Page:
Documents considered by the Committee on 7 December 2016 Contents

17EU General Budget guarantees

Summary and Committee’s conclusions

Committee’s assessment

Politically important

Committee’s decision

Cleared from scrutiny

Document details

Commission Report for 2015 on guarantees covered by the EU General Budget

Legal base


HM Treasury

Document Number

(38131), 12873/16 + ADD 1, COM(16) 576

17.1The Commission reports annually on loan guarantee exposure borne by the EU General Budget. Last month we asked the Government, in relation to the 2015 report, whether liabilities are joint or several, whether the UK is party to any liability in relation to the European Financial Stabilisation Mechanism and what it expects the UK’s liability, in relation to the loan guarantee, to be post-Brexit.

17.2The Government now explains the contingent liability of the EU Budget and the UK’s contingent liability to the EU Budget, says that the UK bears a contingent liability in relation to loans to Ireland and Portugal made under the European Financial Stabilisation Mechanism and says that it will not be giving a running commentary on the Brexit negotiating process, including in relation to the EU Budget.

17.3We note the Government’s response and now clear the document from scrutiny.

Full details of the document

Commission Report on guarantees covered by the general budget: Situation at 31 December 2015: (38131), 12873/16 + ADD 1, COM(16) 576.


17.4Loan guarantee exposure borne by the EU General Budget arises from two main sources—loans, to both Member States and third countries, with macroeconomic objectives or with microeconomic objectives. This present Commission annual report shows that in 2015, the maximum amount which the EU would have to pay out, assuming that all guaranteed loans would be in default, is €11 billion (£9.2 billion)—this represents the total value of loans maturing in 2016, inclusive of accrued interest. Approximately 76%, of the annual exposure in 2015 relates to guaranteed loans provided to Member States and 24% relates to third countries.

17.5The Government has taken note of the information in the report and supports the stringency of existing conditionality and monitoring on EU lending operations, in order to ensure value for money. It says that it will continue to carefully scrutinise future proposals and monitor the evolution of exposure borne by the EU General Budget.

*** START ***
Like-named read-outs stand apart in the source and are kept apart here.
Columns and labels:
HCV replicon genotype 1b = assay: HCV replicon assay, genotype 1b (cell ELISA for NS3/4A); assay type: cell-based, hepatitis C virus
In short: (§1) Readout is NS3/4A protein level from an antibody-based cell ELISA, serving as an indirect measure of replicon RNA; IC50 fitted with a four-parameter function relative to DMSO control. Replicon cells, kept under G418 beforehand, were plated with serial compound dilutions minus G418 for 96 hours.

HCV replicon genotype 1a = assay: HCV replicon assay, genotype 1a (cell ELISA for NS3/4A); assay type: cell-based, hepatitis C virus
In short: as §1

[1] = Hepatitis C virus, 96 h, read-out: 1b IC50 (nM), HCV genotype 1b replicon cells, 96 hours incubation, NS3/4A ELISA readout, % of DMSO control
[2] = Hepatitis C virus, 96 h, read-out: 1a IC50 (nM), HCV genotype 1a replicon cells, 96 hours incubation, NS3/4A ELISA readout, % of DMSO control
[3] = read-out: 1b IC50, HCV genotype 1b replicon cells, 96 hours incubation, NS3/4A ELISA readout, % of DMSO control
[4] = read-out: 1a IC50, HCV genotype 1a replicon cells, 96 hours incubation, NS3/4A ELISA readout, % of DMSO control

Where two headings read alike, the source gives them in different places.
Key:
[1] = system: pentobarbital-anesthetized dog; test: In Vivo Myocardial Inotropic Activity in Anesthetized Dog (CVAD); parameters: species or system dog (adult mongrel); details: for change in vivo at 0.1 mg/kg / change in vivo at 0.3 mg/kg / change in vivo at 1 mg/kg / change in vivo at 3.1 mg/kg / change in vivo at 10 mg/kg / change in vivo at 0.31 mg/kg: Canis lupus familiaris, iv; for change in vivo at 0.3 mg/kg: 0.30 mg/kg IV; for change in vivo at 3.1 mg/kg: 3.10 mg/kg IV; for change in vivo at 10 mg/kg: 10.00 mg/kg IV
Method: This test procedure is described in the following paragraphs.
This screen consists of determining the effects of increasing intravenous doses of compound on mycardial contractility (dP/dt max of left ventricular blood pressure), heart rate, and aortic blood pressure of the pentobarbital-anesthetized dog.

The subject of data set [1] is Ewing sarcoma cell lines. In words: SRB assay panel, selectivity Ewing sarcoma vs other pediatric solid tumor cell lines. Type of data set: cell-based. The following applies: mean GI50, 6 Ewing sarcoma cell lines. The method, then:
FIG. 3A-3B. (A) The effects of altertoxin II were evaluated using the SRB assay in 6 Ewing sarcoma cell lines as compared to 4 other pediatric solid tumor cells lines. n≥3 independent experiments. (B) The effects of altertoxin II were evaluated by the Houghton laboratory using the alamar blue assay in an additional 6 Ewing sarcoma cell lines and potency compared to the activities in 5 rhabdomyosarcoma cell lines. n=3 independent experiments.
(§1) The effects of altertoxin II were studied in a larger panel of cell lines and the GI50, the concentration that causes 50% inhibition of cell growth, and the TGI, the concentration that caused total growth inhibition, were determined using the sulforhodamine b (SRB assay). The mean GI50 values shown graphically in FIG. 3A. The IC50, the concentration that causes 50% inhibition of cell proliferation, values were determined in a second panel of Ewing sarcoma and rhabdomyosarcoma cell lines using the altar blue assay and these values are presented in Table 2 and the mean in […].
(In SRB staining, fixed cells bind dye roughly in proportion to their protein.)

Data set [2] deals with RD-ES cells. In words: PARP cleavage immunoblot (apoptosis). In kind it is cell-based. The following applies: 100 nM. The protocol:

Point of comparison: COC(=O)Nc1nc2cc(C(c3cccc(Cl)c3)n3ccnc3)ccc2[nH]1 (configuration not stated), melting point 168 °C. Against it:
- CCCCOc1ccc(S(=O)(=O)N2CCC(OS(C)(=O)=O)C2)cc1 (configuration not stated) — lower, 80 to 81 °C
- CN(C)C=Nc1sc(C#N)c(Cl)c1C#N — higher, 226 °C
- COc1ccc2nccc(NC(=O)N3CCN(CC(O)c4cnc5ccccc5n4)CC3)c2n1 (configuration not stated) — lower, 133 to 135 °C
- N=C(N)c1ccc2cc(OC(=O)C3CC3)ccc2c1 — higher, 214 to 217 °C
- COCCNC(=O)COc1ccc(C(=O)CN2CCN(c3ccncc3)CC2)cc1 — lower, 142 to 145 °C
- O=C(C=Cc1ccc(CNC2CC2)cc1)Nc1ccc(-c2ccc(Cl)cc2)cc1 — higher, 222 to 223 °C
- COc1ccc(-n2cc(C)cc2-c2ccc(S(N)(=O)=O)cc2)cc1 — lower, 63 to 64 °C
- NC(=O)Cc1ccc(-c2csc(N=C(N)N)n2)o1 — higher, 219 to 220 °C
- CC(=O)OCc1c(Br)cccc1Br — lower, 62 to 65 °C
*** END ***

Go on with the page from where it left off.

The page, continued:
17.6We would normally clear from scrutiny without comment the annual report on the loan guarantee exposure of the EU General Budget. However, when we considered the 2015 report last month we asked to hear from the Government:

The Minister’s letter of 28 November 2016

17.7On whether liabilities are joint or several the Chief Secretary to the Treasury (Mr David Gauke) says:

“The EU budget bears a contingent liability in respect of its loan guarantees. In the event of a default the EU will be required to meet this liability in accordance with the terms of the guarantee and that amount will be paid from the EU Budget. Member States are obliged to make payments towards the EU budget according to the provisions set out in the Own Resources Decision. The UK bears a contingent liability for its obligations to make payments to the EU Budget as a Member State.

“Loan guarantees constitute contingent liabilities only. The European Commission funds its lending by borrowing on the markets. No EU budget funds are required upfront to make loans to Member States.”

17.8As for the European Financial Stabilisation Mechanism the Minister says that:

17.9Finally, the Minister says, in relation to our question as to the UK’s post-Brexit loan guarantee liability, that:

Previous Committee Reports

Eighteenth Report HC 71-xvi (2016–17), chapter 10 (18 November 2016).

9 December 2016